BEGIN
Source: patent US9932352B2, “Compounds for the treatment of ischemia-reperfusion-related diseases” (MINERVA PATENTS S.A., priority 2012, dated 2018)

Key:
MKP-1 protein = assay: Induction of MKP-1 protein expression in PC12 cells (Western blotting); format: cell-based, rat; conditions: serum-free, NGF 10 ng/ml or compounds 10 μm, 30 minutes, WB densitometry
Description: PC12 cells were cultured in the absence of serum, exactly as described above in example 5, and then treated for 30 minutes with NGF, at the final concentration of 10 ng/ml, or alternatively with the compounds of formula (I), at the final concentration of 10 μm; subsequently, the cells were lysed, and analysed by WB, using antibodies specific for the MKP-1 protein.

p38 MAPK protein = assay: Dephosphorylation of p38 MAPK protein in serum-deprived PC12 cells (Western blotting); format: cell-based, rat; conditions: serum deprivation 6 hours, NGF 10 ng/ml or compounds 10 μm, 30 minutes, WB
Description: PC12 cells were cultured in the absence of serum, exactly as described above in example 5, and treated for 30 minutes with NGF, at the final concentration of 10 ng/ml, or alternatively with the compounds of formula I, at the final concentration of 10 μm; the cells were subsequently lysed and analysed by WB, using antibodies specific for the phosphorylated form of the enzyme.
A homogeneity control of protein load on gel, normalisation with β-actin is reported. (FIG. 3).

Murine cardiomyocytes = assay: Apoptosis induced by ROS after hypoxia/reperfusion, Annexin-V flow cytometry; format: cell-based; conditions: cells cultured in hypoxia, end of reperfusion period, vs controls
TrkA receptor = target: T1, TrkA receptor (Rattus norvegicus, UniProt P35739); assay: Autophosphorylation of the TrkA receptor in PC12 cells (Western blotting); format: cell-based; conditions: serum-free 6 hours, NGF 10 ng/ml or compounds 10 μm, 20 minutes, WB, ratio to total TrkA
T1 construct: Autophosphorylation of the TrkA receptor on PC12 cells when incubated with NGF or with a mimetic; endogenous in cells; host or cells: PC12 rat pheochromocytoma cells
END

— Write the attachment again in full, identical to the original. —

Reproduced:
Source: patent US9932352B2, “Compounds for the treatment of ischemia-reperfusion-related diseases” (MINERVA PATENTS S.A., priority 2012, dated 2018)

Key:
MKP-1 protein = assay: Induction of MKP-1 protein expression in PC12 cells (Western blotting); format: cell-based, rat; conditions: serum-free, NGF 10 ng/ml or compounds 10 μm, 30 minutes, WB densitometry
Description: PC12 cells were cultured in the absence of serum, exactly as described above in example 5, and then treated for 30 minutes with NGF, at the final concentration of 10 ng/ml, or alternatively with the compounds of formula (I), at the final concentration of 10 μm; subsequently, the cells were lysed, and analysed by WB, using antibodies specific for the MKP-1 protein.

p38 MAPK protein = assay: Dephosphorylation of p38 MAPK protein in serum-deprived PC12 cells (Western blotting); format: cell-based, rat; conditions: serum deprivation 6 hours, NGF 10 ng/ml or compounds 10 μm, 30 minutes, WB
Description: PC12 cells were cultured in the absence of serum, exactly as described above in example 5, and treated for 30 minutes with NGF, at the final concentration of 10 ng/ml, or alternatively with the compounds of formula I, at the final concentration of 10 μm; the cells were subsequently lysed and analysed by WB, using antibodies specific for the phosphorylated form of the enzyme.
A homogeneity control of protein load on gel, normalisation with β-actin is reported. (FIG. 3).

Murine cardiomyocytes = assay: Apoptosis induced by ROS after hypoxia/reperfusion, Annexin-V flow cytometry; format: cell-based; conditions: cells cultured in hypoxia, end of reperfusion period, vs controls
TrkA receptor = target: T1, TrkA receptor (Rattus norvegicus, UniProt P35739); assay: Autophosphorylation of the TrkA receptor in PC12 cells (Western blotting); format: cell-based; conditions: serum-free 6 hours, NGF 10 ng/ml or compounds 10 μm, 20 minutes, WB, ratio to total TrkA
T1 construct: Autophosphorylation of the TrkA receptor on PC12 cells when incubated with NGF or with a mimetic; endogenous in cells; host or cells: PC12 rat pheochromocytoma cells